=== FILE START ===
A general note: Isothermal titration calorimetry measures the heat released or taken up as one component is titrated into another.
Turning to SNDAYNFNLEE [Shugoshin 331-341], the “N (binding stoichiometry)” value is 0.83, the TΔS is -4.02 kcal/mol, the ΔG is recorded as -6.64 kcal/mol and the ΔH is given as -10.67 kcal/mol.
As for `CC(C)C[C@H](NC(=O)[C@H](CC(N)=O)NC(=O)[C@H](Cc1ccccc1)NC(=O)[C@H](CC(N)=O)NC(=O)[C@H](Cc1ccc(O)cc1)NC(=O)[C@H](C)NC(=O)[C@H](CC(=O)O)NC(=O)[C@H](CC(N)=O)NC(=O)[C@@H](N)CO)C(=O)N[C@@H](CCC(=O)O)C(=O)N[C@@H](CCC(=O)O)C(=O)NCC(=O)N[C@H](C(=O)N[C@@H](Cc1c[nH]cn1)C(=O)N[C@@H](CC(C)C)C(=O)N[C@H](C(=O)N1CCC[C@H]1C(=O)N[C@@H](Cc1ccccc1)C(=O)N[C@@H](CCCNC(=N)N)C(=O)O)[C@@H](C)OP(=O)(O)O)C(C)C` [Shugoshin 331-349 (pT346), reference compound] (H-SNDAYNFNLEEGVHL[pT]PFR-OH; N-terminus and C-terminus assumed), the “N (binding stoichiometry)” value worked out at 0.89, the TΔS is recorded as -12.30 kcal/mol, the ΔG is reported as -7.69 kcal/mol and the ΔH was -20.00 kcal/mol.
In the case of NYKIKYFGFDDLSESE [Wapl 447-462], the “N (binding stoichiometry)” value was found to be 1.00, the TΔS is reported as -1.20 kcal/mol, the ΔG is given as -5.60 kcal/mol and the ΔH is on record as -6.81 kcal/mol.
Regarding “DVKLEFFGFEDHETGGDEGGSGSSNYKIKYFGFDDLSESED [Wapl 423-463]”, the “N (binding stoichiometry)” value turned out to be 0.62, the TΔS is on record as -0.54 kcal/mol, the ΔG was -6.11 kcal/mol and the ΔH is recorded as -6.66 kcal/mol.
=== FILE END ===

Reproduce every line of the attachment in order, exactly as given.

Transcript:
A general note: Isothermal titration calorimetry measures the heat released or taken up as one component is titrated into another.
Turning to SNDAYNFNLEE [Shugoshin 331-341], the “N (binding stoichiometry)” value is 0.83, the TΔS is -4.02 kcal/mol, the ΔG is recorded as -6.64 kcal/mol and the ΔH is given as -10.67 kcal/mol.
As for `CC(C)C[C@H](NC(=O)[C@H](CC(N)=O)NC(=O)[C@H](Cc1ccccc1)NC(=O)[C@H](CC(N)=O)NC(=O)[C@H](Cc1ccc(O)cc1)NC(=O)[C@H](C)NC(=O)[C@H](CC(=O)O)NC(=O)[C@H](CC(N)=O)NC(=O)[C@@H](N)CO)C(=O)N[C@@H](CCC(=O)O)C(=O)N[C@@H](CCC(=O)O)C(=O)NCC(=O)N[C@H](C(=O)N[C@@H](Cc1c[nH]cn1)C(=O)N[C@@H](CC(C)C)C(=O)N[C@H](C(=O)N1CCC[C@H]1C(=O)N[C@@H](Cc1ccccc1)C(=O)N[C@@H](CCCNC(=N)N)C(=O)O)[C@@H](C)OP(=O)(O)O)C(C)C` [Shugoshin 331-349 (pT346), reference compound] (H-SNDAYNFNLEEGVHL[pT]PFR-OH; N-terminus and C-terminus assumed), the “N (binding stoichiometry)” value worked out at 0.89, the TΔS is recorded as -12.30 kcal/mol, the ΔG is reported as -7.69 kcal/mol and the ΔH was -20.00 kcal/mol.
In the case of NYKIKYFGFDDLSESE [Wapl 447-462], the “N (binding stoichiometry)” value was found to be 1.00, the TΔS is reported as -1.20 kcal/mol, the ΔG is given as -5.60 kcal/mol and the ΔH is on record as -6.81 kcal/mol.
Regarding “DVKLEFFGFEDHETGGDEGGSGSSNYKIKYFGFDDLSESED [Wapl 423-463]”, the “N (binding stoichiometry)” value turned out to be 0.62, the TΔS is on record as -0.54 kcal/mol, the ΔG was -6.11 kcal/mol and the ΔH is recorded as -6.66 kcal/mol.